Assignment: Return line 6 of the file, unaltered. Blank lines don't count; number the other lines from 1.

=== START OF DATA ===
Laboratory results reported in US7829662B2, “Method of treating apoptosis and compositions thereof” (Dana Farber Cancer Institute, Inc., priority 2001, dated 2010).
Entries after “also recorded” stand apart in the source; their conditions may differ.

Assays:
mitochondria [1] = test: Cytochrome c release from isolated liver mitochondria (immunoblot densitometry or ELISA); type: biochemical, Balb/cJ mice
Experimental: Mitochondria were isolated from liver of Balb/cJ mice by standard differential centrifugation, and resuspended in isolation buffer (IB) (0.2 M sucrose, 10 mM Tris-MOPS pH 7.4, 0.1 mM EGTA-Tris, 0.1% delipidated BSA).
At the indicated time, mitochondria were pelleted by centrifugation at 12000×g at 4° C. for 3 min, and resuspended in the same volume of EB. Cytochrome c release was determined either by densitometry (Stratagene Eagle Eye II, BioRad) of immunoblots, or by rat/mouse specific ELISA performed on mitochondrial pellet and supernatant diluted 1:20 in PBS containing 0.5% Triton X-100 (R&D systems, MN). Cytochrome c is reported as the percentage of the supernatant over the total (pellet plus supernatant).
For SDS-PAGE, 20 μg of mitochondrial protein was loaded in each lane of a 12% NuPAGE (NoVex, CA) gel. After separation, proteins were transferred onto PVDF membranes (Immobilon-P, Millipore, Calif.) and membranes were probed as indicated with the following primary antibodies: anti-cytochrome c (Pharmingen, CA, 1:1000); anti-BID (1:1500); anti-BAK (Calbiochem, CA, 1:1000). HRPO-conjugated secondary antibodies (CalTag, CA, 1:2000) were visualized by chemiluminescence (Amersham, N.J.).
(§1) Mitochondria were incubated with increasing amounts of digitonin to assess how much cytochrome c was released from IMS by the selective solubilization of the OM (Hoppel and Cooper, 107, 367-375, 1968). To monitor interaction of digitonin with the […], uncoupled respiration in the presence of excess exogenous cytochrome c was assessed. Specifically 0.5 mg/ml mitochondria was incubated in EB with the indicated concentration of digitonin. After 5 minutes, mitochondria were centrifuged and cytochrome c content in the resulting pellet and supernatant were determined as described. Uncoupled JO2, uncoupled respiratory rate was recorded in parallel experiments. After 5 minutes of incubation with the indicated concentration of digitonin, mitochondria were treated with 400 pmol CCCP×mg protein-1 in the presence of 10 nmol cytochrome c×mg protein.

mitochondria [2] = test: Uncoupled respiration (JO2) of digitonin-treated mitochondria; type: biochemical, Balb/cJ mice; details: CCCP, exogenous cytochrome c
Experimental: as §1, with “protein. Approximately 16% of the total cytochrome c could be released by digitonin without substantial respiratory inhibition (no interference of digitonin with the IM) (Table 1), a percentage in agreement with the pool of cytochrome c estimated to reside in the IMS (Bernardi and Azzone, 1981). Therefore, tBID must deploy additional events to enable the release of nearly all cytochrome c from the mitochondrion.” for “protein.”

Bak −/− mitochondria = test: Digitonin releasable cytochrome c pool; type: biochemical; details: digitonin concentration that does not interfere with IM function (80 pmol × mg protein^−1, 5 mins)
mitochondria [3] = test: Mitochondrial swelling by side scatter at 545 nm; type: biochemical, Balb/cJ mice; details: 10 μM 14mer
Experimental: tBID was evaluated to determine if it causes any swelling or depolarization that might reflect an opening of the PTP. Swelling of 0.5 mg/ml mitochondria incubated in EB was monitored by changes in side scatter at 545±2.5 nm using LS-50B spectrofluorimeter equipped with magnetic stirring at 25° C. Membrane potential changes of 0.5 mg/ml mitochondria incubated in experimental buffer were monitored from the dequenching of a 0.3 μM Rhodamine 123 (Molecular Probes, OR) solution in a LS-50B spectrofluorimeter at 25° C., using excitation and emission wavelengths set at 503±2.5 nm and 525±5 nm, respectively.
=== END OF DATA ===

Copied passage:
At the indicated time, mitochondria were pelleted by centrifugation at 12000×g at 4° C. for 3 min, and resuspended in the same volume of EB. Cytochrome c release was determined either by densitometry (Stratagene Eagle Eye II, BioRad) of immunoblots, or by rat/mouse specific ELISA performed on mitochondrial pellet and supernatant diluted 1:20 in PBS containing 0.5% Triton X-100 (R&D systems, MN). Cytochrome c is reported as the percentage of the supernatant over the total (pellet plus supernatant).